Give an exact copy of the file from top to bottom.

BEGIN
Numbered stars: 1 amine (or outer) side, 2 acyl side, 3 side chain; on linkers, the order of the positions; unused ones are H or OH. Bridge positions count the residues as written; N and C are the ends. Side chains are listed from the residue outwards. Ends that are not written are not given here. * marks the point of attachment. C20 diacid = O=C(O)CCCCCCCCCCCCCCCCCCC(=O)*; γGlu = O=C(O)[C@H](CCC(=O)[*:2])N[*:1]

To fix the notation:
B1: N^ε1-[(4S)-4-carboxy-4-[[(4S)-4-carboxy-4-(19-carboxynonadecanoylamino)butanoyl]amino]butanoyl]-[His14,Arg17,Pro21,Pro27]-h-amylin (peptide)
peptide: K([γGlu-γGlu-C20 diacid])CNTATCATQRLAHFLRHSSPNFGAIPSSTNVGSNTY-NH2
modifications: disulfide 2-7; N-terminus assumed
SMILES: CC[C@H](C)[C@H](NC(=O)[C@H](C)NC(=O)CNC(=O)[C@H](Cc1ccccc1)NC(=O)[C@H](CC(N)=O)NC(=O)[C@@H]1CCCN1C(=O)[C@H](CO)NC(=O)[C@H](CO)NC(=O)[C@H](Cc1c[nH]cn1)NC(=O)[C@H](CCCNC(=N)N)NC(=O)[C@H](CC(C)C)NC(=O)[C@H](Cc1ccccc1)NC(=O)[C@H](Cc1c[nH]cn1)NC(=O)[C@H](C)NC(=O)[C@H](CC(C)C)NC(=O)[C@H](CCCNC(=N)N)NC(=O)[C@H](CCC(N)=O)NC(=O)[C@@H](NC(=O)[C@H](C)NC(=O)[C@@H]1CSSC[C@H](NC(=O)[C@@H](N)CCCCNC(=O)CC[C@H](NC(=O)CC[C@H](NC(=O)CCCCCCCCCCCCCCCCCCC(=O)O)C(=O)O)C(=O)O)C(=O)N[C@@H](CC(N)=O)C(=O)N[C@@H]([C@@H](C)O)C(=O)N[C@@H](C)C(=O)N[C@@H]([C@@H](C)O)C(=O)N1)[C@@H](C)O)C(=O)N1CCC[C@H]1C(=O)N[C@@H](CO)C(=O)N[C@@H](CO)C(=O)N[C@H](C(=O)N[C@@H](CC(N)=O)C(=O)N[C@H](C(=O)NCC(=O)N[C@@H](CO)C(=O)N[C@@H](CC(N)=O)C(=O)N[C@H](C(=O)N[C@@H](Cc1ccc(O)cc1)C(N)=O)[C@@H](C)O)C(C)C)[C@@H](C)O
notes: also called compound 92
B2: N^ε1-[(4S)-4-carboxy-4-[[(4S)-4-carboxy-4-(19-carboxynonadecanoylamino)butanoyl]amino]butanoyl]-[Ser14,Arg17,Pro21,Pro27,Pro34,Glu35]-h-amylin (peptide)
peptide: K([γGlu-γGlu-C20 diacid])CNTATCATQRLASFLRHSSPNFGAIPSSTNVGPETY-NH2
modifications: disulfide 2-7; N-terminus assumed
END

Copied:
Numbered stars: 1 amine (or outer) side, 2 acyl side, 3 side chain; on linkers, the order of the positions; unused ones are H or OH. Bridge positions count the residues as written; N and C are the ends. Side chains are listed from the residue outwards. Ends that are not written are not given here. * marks the point of attachment. C20 diacid = O=C(O)CCCCCCCCCCCCCCCCCCC(=O)*; γGlu = O=C(O)[C@H](CCC(=O)[*:2])N[*:1]

To fix the notation:
B1: N^ε1-[(4S)-4-carboxy-4-[[(4S)-4-carboxy-4-(19-carboxynonadecanoylamino)butanoyl]amino]butanoyl]-[His14,Arg17,Pro21,Pro27]-h-amylin (peptide)
peptide: K([γGlu-γGlu-C20 diacid])CNTATCATQRLAHFLRHSSPNFGAIPSSTNVGSNTY-NH2
modifications: disulfide 2-7; N-terminus assumed
SMILES: CC[C@H](C)[C@H](NC(=O)[C@H](C)NC(=O)CNC(=O)[C@H](Cc1ccccc1)NC(=O)[C@H](CC(N)=O)NC(=O)[C@@H]1CCCN1C(=O)[C@H](CO)NC(=O)[C@H](CO)NC(=O)[C@H](Cc1c[nH]cn1)NC(=O)[C@H](CCCNC(=N)N)NC(=O)[C@H](CC(C)C)NC(=O)[C@H](Cc1ccccc1)NC(=O)[C@H](Cc1c[nH]cn1)NC(=O)[C@H](C)NC(=O)[C@H](CC(C)C)NC(=O)[C@H](CCCNC(=N)N)NC(=O)[C@H](CCC(N)=O)NC(=O)[C@@H](NC(=O)[C@H](C)NC(=O)[C@@H]1CSSC[C@H](NC(=O)[C@@H](N)CCCCNC(=O)CC[C@H](NC(=O)CC[C@H](NC(=O)CCCCCCCCCCCCCCCCCCC(=O)O)C(=O)O)C(=O)O)C(=O)N[C@@H](CC(N)=O)C(=O)N[C@@H]([C@@H](C)O)C(=O)N[C@@H](C)C(=O)N[C@@H]([C@@H](C)O)C(=O)N1)[C@@H](C)O)C(=O)N1CCC[C@H]1C(=O)N[C@@H](CO)C(=O)N[C@@H](CO)C(=O)N[C@H](C(=O)N[C@@H](CC(N)=O)C(=O)N[C@H](C(=O)NCC(=O)N[C@@H](CO)C(=O)N[C@@H](CC(N)=O)C(=O)N[C@H](C(=O)N[C@@H](Cc1ccc(O)cc1)C(N)=O)[C@@H](C)O)C(C)C)[C@@H](C)O
notes: also called compound 92
B2: N^ε1-[(4S)-4-carboxy-4-[[(4S)-4-carboxy-4-(19-carboxynonadecanoylamino)butanoyl]amino]butanoyl]-[Ser14,Arg17,Pro21,Pro27,Pro34,Glu35]-h-amylin (peptide)
peptide: K([γGlu-γGlu-C20 diacid])CNTATCATQRLASFLRHSSPNFGAIPSSTNVGPETY-NH2
modifications: disulfide 2-7; N-terminus assumed